Biden defends his climate record after Ocasio-Cortez criticism, tells critics to ‘calm down’

Joe Biden is pushing back against criticism by Rep. Alexandria Ocasio-Cortez that he’s “middle of the road” when it comes to tackling climate change.

The former vice president and Democratic front-runner in the race for the White House – speaking with reporters during a campaign stop in New Hampshire on Tuesday – also called a new move by Attorney General William Barr to investigation the origins the Russia Investigation “Alice in Wonderland.”

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And he slammed President Donald Trump’s threats to send U.S. forces against Iran, saying the Republican president “has no foreign policy.”

But the back-and-forth with Ocasio-Cortez, the freshman Democratic congresswoman from New York City and a rising star among progressives, began last week when she tweeted that Biden’s upcoming climate plan “is a dealbreaker. There is no 'middle ground' w/ climate denial & delay.”

On Monday night she once again took aim at a “middle of the road approach.” Without mentioning the former vice president by name, Ocasio-Cortez highlighted that “if the same politicians who refused to act then are going to try to come back today and say we need to have a ‘middle of the road approach’ to save our lives, that is too much for me.”

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Ocasio-Cortez spoke at an event hosted by the Sunrise Movement, a millennial that supports the Green New Deal, a plan co-sponsored by the congresswoman that aims to transform the country’s economy to combat climate change while enacting a host of new welfare programs. One of Biden’s main rivals for the nomination – Sen. Bernie Sanders of Vermont – also attended the event and also criticized the former vice president’s efforts on the issue.

Biden, on Tuesday morning, responded.

“You never heard me say ‘middle of the road.’ I’ve never been middle-of-the-road on the environment. Tell her.. to look at my record. She’ll find that nobody has been more consistent about taking on the environment and a green revolution than I have,” he spotlighted.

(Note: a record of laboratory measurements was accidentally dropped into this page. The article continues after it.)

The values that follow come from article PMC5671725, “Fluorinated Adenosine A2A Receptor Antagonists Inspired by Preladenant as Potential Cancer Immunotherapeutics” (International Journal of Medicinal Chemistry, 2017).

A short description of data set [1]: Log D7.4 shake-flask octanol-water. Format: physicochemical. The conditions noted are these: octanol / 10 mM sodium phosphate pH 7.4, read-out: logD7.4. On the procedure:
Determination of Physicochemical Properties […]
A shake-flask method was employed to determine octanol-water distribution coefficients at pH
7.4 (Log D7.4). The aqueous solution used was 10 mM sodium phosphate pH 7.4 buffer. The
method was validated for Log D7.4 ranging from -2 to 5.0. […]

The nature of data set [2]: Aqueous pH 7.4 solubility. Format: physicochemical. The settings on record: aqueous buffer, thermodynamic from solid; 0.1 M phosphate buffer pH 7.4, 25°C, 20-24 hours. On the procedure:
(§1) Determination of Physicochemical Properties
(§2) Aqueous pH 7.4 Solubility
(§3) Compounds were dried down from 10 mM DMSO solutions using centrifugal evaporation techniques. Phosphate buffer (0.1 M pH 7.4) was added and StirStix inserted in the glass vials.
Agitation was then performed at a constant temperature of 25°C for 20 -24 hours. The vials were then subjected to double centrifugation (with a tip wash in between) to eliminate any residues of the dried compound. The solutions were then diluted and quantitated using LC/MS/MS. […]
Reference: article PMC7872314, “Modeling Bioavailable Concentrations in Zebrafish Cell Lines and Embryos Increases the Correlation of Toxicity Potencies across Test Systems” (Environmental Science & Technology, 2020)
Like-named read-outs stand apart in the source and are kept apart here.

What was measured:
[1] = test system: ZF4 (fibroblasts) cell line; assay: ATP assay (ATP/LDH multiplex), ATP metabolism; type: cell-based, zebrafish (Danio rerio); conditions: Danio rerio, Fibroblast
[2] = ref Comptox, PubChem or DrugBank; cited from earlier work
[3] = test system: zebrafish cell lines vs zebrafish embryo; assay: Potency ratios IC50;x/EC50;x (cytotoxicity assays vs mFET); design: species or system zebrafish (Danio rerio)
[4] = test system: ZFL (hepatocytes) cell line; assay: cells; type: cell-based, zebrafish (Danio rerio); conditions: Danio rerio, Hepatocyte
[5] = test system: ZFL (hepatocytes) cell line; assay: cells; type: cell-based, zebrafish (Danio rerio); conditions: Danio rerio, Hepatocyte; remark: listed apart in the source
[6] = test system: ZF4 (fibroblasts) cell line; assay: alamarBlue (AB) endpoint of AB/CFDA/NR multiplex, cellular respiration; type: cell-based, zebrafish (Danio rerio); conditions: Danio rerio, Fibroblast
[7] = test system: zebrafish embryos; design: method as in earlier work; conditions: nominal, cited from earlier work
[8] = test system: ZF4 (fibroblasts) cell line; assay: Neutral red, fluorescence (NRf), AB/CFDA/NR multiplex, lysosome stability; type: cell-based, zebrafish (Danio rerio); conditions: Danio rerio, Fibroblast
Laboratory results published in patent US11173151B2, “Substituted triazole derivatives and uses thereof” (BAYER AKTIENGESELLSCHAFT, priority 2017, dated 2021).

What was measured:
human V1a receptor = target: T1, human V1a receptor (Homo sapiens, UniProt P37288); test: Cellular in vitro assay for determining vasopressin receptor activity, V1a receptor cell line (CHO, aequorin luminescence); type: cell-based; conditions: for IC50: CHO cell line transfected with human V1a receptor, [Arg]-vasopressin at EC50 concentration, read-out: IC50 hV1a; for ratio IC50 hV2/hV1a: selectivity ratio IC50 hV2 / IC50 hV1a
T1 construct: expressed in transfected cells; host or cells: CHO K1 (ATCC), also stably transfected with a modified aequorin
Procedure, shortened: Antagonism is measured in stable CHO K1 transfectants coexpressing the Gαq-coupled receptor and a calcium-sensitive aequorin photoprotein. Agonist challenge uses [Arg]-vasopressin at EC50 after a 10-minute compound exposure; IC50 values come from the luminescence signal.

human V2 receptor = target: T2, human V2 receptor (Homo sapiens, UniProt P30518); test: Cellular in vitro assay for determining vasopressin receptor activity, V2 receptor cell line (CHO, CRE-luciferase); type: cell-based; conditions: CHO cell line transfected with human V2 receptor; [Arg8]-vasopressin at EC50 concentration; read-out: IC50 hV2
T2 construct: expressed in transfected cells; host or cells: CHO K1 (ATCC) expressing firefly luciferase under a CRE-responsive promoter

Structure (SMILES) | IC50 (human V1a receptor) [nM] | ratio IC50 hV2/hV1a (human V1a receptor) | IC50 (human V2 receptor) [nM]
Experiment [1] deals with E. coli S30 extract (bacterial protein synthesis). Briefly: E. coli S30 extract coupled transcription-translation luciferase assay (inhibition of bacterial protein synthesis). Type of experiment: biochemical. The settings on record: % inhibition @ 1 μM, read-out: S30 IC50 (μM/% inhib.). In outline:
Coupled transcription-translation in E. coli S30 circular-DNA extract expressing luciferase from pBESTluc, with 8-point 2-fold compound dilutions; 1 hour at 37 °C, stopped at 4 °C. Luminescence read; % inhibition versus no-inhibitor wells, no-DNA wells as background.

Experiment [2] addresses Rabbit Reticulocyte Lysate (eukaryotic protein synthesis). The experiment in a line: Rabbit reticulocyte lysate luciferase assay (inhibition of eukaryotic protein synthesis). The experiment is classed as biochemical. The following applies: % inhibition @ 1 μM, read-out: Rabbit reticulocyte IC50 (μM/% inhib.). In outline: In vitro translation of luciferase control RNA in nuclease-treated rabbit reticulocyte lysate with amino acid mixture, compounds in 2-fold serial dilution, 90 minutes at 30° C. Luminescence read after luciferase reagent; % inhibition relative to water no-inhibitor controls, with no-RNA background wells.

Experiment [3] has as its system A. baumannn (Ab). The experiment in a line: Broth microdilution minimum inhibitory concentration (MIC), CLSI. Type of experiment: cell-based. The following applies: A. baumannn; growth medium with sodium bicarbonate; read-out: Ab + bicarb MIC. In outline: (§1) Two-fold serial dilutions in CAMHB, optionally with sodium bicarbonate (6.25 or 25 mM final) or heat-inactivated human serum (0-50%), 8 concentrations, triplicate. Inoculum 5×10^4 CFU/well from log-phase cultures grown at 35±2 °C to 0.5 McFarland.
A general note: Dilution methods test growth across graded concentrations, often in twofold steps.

The former vice president pointed to his record on the issue during President Barack Obama’s administration, emphasizing “$90 billion for dealing climate change.”

Pointing to an address he’s expected to give before the end of the month on his plans to combat climate change, Biden said “you’ll hear very shortly the totality of what I plan on doing.”

And pushing back against his critics, he noted that “this is a long campaign and everybody should just calm down a little bit and take a look at the record from before.”

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Biden – who’s perceived to be more moderate than many of his rivals in an historically large Democratic presidential field that’s far surpassed 20 candidates -- touted his progressive chops.

“I don’t yield anybody on my liberal credentials. Whether it’s on women’s issues, on LGBT issues, on speech, I have a record,” he spotlighted.

“There’s very loud voices on the very new progressive side of the agenda, and I think it’s useful,” he noted.

But Biden stressed that “the idea that somehow the Democratic Party is gone so far to the left that is not recognized by the most Democrats who consider themselves liberal is not factually what’s happening.”

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The former vice president also criticized Barr’s appointment of John Durham, the U.S. attorney in Connecticut, to investigate the origins of the Russia investigation and allegations of improper government surveillance on Trump’s 2016 White House campaign. The FBI’s investigation into Russia tampering in the last presidential election began in July of 2016, at the tail end of Biden’s eight years as vice president.

“Does anybody believe that the Russians didn’t engage in trying to engage our elected outcome? Does anybody believe anything is being done by this outfit now from keeping it from happening, which is happening now,” Biden asked on Tuesday.

“Come one, this is like Alice in Wonderland. I don’t know where these guys are from,” he added, in a swipe against the current administration.

The president, on Tuesday, denied that he asked for Barr to launch the investigation.

“I didn't ask him to do that," Trump said at the White House ahead of his departure to Louisiana. "I didn't know it."

"But I think it's a great thing that he did it. I saw it last night, and they want to look at how that whole hoax got started," the president added. "You know what? I am so proud of our attorney general, that he is looking into it. I think it's great."

Biden also took aim at Trump over increased tensions with Iran, saying he’s “concerned” about a military escalation.

The president on Tuesday dismissed a New York Times report that his administration is planning to send 120,000 troops to the Middle East to deal with Iran.

But Trump then threatened to send more troops.

"Would I do that? Absolutely," Trump told reporters. "But we have not planned for that."

Trump then added that if he does send U.S. forces to the region, “we’d send a hell of lot more troops than that."

Biden argued that “the way to keep Iran from being a nuclear power is to stay in” the agreement hammered out during the Obama administration to prevent Iran from obtaining nuclear weapons.

“What has he done to slow up Iran at all,” Biden asked. “Now we’re going to decide we’re going to threaten a war with Iran. I mean the man has no foreign policy.”

Biden spoke with reporters during his fourth campaign stop on a two-day swing through New Hampshire. It's the first trip to the first-in-the-nation presidential primary state by the former vice president since launching his White House bid in late April.